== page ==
Understanding the speed and direction of ocean currents is crucial to offshore oil and gas exploration and development. The collection of in situ velocity measurements from a range of depths (sea surface to the seafloor) over time is important to understand the seasonal variability and storm conditions that occur in the offshore environment. An Acoustic Doppler Current Profiler (ADCP) measures current velocities in the water column based on the principle of the Doppler effect – a change in the frequency or wavelength of sound waves in relation to the observation relative to the source.
CSA Ocean Sciences Trinidad Limited (CSATL) is serving the needs of the energy industry in the region by providing Environmental Baseline Survey (EBS) and Environmental and Social Impact Assessment (ESIA) services to major oil and gas operators. Scientists and operational personnel collect data and samples from the offshore environment to meet local environmental regulatory requirements and to characterize the baseline marine environment prior to offshore project activities.
The CSATL team has deployed an ADCP to support a long-term study of subsea currents offshore Trinidad. Data will be processed every 3 months to support numerical modelling of current patterns and assessment of potential impacts on the marine environment. As a time series of current data is established, larger-scale circulation models will also be developed.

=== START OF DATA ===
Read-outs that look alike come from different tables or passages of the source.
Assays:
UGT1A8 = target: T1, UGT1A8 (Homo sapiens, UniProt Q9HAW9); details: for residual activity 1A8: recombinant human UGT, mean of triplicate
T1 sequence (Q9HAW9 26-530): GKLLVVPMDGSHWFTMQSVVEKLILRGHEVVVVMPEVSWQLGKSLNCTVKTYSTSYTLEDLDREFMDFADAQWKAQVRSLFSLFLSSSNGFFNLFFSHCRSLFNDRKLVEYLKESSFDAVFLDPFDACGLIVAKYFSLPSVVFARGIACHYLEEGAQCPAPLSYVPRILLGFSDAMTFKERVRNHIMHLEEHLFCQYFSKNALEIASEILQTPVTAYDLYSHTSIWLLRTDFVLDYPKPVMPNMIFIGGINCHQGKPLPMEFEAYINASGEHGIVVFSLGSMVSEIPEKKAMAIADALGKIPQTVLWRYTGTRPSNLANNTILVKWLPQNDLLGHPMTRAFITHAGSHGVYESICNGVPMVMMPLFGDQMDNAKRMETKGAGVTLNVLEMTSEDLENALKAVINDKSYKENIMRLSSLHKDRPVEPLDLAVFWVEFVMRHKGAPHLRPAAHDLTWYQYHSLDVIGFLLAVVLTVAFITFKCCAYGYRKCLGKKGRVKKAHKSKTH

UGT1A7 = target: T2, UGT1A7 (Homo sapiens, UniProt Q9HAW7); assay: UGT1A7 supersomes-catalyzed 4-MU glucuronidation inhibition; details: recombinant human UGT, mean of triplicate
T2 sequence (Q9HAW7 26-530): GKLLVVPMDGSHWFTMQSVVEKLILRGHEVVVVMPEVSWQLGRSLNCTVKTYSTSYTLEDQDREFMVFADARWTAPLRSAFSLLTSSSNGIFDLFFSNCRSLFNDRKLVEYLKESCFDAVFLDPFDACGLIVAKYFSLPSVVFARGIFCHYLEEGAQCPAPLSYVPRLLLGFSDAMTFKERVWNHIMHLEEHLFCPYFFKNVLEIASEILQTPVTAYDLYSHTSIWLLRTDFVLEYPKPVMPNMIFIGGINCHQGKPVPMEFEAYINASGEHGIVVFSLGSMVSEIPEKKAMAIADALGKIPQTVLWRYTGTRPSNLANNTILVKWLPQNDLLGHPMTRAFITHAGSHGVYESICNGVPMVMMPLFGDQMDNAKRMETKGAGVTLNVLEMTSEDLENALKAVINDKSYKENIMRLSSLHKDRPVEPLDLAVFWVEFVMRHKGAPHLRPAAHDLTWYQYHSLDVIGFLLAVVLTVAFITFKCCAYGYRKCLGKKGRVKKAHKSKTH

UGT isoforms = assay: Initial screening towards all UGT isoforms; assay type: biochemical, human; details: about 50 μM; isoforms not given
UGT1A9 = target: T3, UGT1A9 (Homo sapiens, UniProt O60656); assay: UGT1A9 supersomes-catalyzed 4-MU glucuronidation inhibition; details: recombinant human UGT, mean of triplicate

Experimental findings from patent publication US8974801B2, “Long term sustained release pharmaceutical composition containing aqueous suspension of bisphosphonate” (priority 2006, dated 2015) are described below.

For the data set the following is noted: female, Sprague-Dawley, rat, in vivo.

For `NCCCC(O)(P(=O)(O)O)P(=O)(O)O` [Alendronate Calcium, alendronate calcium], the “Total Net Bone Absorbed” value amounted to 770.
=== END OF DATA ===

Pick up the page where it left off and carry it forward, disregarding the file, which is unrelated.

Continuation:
Housed in a subsea mooring frame, the ADCP operates via acoustic pulses to measure the speed and direction of currents at specific locations within the water column. Three beams are emitted from the transducer to detect currents in three dimensions.
This set up provides a precise, cost-effective mechanism for the sufficient capture of current measurement data throughout the water column profile, easy system maintenance using acoustic releases, and simple data download in a relatively harsh offshore environment.